Under IFRS 16, service contracts must be identified and separated from leases. Leases will focus on whether a company has the right to control and use an identifiable asset for a period of time, and for consideration agreed. This could cause problems in accounting for what you previously thought was a single operating lease. For instance, you could have a lease for equipment and the lease specifies that the price paid per month also includes monthly maintenance service. Under IFRS 16 you may need to account for a portion of the monthly payment as a service contract for monthly maintenance, and the remaining contract value will become the lease obligation for the equipment. Such an analysis may require the lessee to get information from the lessor on service call rates to be able to determine the portions of the contract that are for the equipment lease, and the service contract. 

On a lease-by-lease basis, the determination of whether renewal options are likely to be exercised will need to be considered, including how often a company has exercised renewal options for similar equipment in the past, is the equipment under lease critical to the business, is the lessee planning on moving locations prior to renewal periods being executed, etc. Such a discussion should not happen only at the accounting department level, but should include input from operations and senior management.

The biggest change for leases surrounds the lessee accounting for almost all leases on balance sheet on initial recognition, with no distinction between finance and operating leases. Each lease will have a “right-of-use” asset on the balance sheet, with a corresponding lease obligation in liabilities (current, non-current, or a combination thereof depending on the terms). The initial value of the right-of-use asset and lease obligation will be measured at the present value of the lease obligations, taking into consideration the fixed payments for the initial term and any options to extend, purchase options, residual value, termination payments, indexed payments and restoration obligations.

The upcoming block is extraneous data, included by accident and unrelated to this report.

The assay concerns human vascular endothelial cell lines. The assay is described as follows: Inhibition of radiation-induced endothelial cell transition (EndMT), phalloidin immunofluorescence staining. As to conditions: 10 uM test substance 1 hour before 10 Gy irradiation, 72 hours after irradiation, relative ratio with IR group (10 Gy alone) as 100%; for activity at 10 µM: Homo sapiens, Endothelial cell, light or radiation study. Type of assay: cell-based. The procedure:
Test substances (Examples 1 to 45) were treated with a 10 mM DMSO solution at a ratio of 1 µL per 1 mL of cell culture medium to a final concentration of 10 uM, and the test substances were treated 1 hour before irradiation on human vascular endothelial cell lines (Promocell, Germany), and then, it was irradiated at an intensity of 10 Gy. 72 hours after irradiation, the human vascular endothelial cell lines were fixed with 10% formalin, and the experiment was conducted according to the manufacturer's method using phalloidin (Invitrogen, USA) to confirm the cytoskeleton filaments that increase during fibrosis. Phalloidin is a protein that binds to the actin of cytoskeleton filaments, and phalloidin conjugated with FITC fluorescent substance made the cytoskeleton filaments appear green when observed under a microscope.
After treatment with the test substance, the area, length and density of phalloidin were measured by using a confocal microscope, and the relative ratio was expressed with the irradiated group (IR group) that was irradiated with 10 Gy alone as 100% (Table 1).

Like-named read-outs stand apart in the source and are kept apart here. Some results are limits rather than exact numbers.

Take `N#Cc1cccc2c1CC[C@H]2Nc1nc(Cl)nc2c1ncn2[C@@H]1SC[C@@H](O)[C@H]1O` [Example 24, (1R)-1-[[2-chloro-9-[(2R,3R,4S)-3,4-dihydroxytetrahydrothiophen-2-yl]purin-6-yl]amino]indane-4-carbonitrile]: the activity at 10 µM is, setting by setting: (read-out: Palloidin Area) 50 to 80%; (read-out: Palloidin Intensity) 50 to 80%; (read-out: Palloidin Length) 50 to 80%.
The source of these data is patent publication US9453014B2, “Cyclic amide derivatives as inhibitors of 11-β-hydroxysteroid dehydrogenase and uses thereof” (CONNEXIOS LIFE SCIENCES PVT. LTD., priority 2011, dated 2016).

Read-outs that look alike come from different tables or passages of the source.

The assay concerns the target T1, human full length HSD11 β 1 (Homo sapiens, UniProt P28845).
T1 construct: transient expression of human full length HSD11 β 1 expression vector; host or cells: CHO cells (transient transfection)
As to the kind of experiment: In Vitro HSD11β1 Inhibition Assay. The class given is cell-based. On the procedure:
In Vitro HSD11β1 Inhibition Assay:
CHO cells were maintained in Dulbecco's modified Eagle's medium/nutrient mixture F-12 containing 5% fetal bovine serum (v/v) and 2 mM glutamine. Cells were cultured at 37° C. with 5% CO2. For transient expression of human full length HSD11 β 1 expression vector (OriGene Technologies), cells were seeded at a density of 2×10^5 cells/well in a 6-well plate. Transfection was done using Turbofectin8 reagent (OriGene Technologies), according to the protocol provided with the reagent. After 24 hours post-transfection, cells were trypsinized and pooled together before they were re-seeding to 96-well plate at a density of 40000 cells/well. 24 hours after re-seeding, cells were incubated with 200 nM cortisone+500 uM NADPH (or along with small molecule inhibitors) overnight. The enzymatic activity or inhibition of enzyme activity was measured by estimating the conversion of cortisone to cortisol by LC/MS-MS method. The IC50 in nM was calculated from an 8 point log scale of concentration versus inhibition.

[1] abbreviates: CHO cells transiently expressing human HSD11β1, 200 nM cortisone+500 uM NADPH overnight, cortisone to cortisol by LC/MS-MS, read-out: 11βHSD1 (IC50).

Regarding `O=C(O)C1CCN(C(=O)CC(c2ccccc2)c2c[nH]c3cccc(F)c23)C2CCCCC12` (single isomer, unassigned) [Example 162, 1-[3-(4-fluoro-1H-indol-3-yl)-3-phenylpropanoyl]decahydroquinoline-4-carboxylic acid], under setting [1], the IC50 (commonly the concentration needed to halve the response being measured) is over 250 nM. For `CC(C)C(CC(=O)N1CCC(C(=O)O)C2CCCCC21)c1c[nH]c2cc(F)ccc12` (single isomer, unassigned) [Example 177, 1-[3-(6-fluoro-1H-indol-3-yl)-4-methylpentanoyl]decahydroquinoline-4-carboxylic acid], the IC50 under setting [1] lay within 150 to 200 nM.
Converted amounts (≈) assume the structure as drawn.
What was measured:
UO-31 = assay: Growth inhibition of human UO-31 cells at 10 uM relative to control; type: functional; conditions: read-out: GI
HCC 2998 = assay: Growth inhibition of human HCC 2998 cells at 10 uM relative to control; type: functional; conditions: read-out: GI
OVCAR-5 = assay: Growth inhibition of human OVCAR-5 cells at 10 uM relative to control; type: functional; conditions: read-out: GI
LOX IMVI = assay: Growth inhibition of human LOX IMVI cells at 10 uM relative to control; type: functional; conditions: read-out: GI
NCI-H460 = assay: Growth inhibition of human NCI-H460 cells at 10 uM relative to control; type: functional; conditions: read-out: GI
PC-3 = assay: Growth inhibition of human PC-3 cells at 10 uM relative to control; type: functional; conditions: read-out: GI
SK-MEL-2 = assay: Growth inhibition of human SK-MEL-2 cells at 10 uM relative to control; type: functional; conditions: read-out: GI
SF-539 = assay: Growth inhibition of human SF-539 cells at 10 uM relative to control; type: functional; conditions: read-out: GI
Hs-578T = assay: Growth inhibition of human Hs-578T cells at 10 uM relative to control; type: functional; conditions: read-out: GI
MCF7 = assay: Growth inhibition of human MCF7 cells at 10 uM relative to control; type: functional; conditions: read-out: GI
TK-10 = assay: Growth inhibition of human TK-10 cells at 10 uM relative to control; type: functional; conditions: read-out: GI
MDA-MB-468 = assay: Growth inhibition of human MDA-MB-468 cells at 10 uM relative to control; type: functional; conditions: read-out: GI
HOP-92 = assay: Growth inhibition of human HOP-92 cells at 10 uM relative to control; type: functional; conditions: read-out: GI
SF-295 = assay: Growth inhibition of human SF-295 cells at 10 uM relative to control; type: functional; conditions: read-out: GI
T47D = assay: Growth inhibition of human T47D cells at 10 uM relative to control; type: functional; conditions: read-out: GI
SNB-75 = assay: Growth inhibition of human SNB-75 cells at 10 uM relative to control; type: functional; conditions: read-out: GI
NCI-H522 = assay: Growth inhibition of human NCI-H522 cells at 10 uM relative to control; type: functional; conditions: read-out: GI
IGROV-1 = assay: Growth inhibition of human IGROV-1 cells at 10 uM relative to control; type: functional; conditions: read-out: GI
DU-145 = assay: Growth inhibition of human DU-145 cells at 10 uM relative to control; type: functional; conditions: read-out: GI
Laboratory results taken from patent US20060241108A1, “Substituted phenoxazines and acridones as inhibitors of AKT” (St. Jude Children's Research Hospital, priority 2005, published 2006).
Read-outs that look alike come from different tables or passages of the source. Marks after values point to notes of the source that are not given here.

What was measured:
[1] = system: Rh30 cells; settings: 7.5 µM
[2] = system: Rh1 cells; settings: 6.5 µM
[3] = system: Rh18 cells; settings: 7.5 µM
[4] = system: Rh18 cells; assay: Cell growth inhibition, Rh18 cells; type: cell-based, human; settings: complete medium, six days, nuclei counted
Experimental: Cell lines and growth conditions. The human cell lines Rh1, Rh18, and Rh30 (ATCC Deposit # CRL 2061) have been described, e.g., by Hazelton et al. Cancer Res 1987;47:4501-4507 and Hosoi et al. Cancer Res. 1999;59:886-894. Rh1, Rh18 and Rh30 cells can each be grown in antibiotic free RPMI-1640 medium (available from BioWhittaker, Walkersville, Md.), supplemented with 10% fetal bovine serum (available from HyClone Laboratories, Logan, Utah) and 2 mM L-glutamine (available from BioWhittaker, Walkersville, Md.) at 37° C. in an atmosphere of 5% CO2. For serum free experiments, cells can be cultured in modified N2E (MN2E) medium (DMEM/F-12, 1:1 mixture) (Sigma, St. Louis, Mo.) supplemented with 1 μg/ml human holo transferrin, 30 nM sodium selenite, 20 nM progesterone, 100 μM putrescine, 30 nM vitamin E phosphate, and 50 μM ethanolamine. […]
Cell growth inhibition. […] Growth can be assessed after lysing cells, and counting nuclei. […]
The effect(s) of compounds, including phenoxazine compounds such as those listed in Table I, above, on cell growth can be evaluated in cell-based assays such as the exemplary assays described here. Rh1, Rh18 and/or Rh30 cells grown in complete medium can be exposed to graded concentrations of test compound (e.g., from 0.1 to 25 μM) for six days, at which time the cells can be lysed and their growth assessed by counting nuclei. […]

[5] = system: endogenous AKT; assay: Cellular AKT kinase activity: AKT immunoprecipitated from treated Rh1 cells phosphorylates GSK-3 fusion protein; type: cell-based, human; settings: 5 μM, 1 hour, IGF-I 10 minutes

IAS 17 required operating lease payments be recognized in net income as an operating expense. Under IFRS 16, expenses will be broken down into depreciation of the right-of-use asset (following the provisions of IAS 16, Property, plant & equipment), interest expense and an operating expense for any services included in the contract. Depending on the amortization method applied you could experience higher initial costs than under IAS 17, but the net impact to income will be the same under IFRS 16 and IAS 17 by the end of the lease.

Tax rules in Canada aren’t changing to match the new accounting rules of IFRS 16, as such new temporary differences may be created on the application of IFRS 16. In Canada, as your actual payments aren’t likely changing, your current tax payable shouldn’t be impacted. Some foreign countries assess tax payable based on accounting net income. If you have foreign operations, the potential impact of tax assessed on accounting income could be higher tax in some years and lower tax in some years. We recommend that companies with foreign operations consult their foreign tax return preparers to discuss the potential issues IFRS 16 may cause.

IFRS 16 will require more note disclosure than IAS 17, because you will be required to transition from a model that included operating leases to one that is purely on-balance sheet. Finance leases under IAS 17 had more disclosure requirements than their operating lease counterparts, and so too will the lease disclosure under IFRS 16. The handbook standard for IFRS 16 does a good job in laying out the disclosure requirements.

How could IFRS 16 affect your business?

There is a concern that IFRS 16 could result in renegotiation of leases with lessors, or a change in how companies make lease versus buy decisions. 

We believe there are three important areas that companies should address over the next six months. These include debt agreements, bonus plans and accounting systems.

  1. Debt Agreements

    For debt agreements that contain debt-to-equity or total debt covenants, the new lease standard could impact your financial ratios and ability to meet those covenants. IFRS 16 will result in an obligation on the balance sheet, with a portion classified as current. Depending on how your debt agreements are worded, the new current lease obligation could put you offside on covenants. We recommend that you look at your debt agreements with IFRS 16 in mind, confirm with your bank whether the expected changes to your balance sheet will impact covenant calculations, and, if necessary, investigate rewording those covenants with the lenders to ensure your business is not negatively impacted by IFRS 16.